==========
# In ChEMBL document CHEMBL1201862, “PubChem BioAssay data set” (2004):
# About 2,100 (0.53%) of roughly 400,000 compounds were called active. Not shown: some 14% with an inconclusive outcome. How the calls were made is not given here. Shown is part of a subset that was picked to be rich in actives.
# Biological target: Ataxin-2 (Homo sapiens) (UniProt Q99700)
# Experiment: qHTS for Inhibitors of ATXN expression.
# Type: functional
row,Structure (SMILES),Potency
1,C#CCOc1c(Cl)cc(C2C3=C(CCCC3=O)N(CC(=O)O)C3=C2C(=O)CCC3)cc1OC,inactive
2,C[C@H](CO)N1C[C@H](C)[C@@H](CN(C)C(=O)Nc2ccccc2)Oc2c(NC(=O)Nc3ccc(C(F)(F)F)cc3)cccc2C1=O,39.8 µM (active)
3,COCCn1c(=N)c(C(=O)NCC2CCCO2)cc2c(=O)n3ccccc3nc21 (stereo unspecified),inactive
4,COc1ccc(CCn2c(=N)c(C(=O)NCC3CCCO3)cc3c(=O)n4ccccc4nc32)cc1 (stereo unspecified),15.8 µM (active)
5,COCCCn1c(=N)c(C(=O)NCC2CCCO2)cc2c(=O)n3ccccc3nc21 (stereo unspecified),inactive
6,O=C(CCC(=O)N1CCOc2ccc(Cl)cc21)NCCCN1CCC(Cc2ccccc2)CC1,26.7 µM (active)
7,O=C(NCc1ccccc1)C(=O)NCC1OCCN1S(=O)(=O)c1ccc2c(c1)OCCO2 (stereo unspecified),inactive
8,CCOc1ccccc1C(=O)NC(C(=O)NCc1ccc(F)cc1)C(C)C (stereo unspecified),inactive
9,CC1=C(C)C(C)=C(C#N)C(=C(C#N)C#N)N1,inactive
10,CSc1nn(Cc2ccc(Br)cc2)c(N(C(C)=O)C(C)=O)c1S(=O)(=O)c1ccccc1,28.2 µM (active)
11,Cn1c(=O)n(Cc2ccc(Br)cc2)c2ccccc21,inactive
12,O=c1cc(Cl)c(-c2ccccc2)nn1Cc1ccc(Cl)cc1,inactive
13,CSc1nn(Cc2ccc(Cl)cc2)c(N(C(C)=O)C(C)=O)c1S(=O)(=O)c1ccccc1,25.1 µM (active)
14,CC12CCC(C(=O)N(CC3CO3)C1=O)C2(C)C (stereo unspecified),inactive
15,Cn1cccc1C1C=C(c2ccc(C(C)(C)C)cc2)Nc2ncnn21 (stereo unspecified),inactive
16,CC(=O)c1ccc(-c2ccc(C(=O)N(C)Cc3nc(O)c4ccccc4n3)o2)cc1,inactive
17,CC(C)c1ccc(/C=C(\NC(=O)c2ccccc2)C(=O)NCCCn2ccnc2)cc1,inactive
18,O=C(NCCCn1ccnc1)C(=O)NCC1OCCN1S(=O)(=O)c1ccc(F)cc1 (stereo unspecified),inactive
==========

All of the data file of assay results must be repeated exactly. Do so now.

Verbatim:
# In ChEMBL document CHEMBL1201862, “PubChem BioAssay data set” (2004):
# About 2,100 (0.53%) of roughly 400,000 compounds were called active. Not shown: some 14% with an inconclusive outcome. How the calls were made is not given here. Shown is part of a subset that was picked to be rich in actives.
# Biological target: Ataxin-2 (Homo sapiens) (UniProt Q99700)
# Experiment: qHTS for Inhibitors of ATXN expression.
# Type: functional
row,Structure (SMILES),Potency
1,C#CCOc1c(Cl)cc(C2C3=C(CCCC3=O)N(CC(=O)O)C3=C2C(=O)CCC3)cc1OC,inactive
2,C[C@H](CO)N1C[C@H](C)[C@@H](CN(C)C(=O)Nc2ccccc2)Oc2c(NC(=O)Nc3ccc(C(F)(F)F)cc3)cccc2C1=O,39.8 µM (active)
3,COCCn1c(=N)c(C(=O)NCC2CCCO2)cc2c(=O)n3ccccc3nc21 (stereo unspecified),inactive
4,COc1ccc(CCn2c(=N)c(C(=O)NCC3CCCO3)cc3c(=O)n4ccccc4nc32)cc1 (stereo unspecified),15.8 µM (active)
5,COCCCn1c(=N)c(C(=O)NCC2CCCO2)cc2c(=O)n3ccccc3nc21 (stereo unspecified),inactive
6,O=C(CCC(=O)N1CCOc2ccc(Cl)cc21)NCCCN1CCC(Cc2ccccc2)CC1,26.7 µM (active)
7,O=C(NCc1ccccc1)C(=O)NCC1OCCN1S(=O)(=O)c1ccc2c(c1)OCCO2 (stereo unspecified),inactive
8,CCOc1ccccc1C(=O)NC(C(=O)NCc1ccc(F)cc1)C(C)C (stereo unspecified),inactive
9,CC1=C(C)C(C)=C(C#N)C(=C(C#N)C#N)N1,inactive
10,CSc1nn(Cc2ccc(Br)cc2)c(N(C(C)=O)C(C)=O)c1S(=O)(=O)c1ccccc1,28.2 µM (active)
11,Cn1c(=O)n(Cc2ccc(Br)cc2)c2ccccc21,inactive
12,O=c1cc(Cl)c(-c2ccccc2)nn1Cc1ccc(Cl)cc1,inactive
13,CSc1nn(Cc2ccc(Cl)cc2)c(N(C(C)=O)C(C)=O)c1S(=O)(=O)c1ccccc1,25.1 µM (active)
14,CC12CCC(C(=O)N(CC3CO3)C1=O)C2(C)C (stereo unspecified),inactive
15,Cn1cccc1C1C=C(c2ccc(C(C)(C)C)cc2)Nc2ncnn21 (stereo unspecified),inactive
16,CC(=O)c1ccc(-c2ccc(C(=O)N(C)Cc3nc(O)c4ccccc4n3)o2)cc1,inactive
17,CC(C)c1ccc(/C=C(\NC(=O)c2ccccc2)C(=O)NCCCn2ccnc2)cc1,inactive
18,O=C(NCCCn1ccnc1)C(=O)NCC1OCCN1S(=O)(=O)c1ccc(F)cc1 (stereo unspecified),inactive